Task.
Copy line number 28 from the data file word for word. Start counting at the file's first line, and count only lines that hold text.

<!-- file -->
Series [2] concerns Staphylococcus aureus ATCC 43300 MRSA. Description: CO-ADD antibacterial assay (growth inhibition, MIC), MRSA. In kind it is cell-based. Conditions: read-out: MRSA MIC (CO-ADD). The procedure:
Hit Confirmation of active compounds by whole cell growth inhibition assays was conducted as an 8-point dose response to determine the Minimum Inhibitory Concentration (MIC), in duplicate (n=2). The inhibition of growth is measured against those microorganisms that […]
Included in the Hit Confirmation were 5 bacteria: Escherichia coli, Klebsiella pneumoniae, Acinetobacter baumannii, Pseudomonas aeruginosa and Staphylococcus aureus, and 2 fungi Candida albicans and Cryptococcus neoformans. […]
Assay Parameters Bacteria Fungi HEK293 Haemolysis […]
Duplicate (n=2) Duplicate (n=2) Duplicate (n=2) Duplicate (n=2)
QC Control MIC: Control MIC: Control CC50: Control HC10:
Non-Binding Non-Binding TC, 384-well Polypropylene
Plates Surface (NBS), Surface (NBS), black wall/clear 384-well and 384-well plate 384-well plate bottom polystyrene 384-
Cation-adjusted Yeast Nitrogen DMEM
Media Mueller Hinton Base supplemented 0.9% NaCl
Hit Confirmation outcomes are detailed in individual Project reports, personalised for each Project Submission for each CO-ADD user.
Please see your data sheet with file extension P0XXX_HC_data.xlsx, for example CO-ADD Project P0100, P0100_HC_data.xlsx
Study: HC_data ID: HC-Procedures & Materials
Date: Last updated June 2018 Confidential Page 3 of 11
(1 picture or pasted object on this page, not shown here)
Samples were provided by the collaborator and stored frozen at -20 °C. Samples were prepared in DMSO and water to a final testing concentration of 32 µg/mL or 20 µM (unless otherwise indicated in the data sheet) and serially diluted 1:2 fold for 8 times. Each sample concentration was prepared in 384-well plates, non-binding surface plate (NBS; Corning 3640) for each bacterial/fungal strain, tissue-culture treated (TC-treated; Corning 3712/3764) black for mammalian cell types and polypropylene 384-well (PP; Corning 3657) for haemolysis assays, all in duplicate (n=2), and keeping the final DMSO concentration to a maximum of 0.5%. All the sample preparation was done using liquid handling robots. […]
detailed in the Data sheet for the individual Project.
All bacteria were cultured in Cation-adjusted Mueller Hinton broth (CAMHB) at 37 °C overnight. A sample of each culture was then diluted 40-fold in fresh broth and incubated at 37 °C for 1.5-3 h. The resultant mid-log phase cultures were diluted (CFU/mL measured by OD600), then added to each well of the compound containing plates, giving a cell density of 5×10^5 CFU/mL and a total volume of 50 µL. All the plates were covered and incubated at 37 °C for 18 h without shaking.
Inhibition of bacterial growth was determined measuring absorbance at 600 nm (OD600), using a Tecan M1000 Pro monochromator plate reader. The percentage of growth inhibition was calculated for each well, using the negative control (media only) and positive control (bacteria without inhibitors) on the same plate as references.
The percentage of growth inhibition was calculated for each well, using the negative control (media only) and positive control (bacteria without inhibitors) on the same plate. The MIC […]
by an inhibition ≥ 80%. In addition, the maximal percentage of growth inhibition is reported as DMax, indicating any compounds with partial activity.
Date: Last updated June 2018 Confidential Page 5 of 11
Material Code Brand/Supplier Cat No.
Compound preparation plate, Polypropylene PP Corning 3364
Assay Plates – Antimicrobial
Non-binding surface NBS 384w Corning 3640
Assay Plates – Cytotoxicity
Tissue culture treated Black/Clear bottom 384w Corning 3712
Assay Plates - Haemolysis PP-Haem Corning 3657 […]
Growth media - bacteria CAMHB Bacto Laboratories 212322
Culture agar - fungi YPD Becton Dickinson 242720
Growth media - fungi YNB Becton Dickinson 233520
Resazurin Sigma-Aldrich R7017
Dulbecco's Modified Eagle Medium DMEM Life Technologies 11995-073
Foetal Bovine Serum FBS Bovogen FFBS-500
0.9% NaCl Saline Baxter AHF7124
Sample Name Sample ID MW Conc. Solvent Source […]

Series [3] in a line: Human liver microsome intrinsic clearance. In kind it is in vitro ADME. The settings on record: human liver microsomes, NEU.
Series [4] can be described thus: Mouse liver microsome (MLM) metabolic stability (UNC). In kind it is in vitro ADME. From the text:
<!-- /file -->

Tissue culture treated Black/Clear bottom 384w Corning 3712